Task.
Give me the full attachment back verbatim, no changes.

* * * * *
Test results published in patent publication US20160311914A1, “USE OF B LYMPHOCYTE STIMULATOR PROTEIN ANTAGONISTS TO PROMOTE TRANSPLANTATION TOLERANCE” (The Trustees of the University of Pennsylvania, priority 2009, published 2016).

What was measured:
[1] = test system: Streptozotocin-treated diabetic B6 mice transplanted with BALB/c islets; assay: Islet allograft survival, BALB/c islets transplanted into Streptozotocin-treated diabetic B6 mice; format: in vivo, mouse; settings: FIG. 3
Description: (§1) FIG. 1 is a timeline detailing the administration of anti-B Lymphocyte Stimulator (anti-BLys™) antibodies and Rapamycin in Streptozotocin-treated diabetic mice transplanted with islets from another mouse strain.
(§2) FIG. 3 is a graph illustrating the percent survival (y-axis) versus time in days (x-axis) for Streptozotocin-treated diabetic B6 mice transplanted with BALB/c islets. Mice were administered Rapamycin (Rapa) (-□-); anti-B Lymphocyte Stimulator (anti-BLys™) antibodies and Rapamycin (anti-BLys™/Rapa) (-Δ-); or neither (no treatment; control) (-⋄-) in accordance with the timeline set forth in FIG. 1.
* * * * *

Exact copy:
Test results published in patent publication US20160311914A1, “USE OF B LYMPHOCYTE STIMULATOR PROTEIN ANTAGONISTS TO PROMOTE TRANSPLANTATION TOLERANCE” (The Trustees of the University of Pennsylvania, priority 2009, published 2016).

What was measured:
[1] = test system: Streptozotocin-treated diabetic B6 mice transplanted with BALB/c islets; assay: Islet allograft survival, BALB/c islets transplanted into Streptozotocin-treated diabetic B6 mice; format: in vivo, mouse; settings: FIG. 3
Description: (§1) FIG. 1 is a timeline detailing the administration of anti-B Lymphocyte Stimulator (anti-BLys™) antibodies and Rapamycin in Streptozotocin-treated diabetic mice transplanted with islets from another mouse strain.
(§2) FIG. 3 is a graph illustrating the percent survival (y-axis) versus time in days (x-axis) for Streptozotocin-treated diabetic B6 mice transplanted with BALB/c islets. Mice were administered Rapamycin (Rapa) (-□-); anti-B Lymphocyte Stimulator (anti-BLys™) antibodies and Rapamycin (anti-BLys™/Rapa) (-Δ-); or neither (no treatment; control) (-⋄-) in accordance with the timeline set forth in FIG. 1.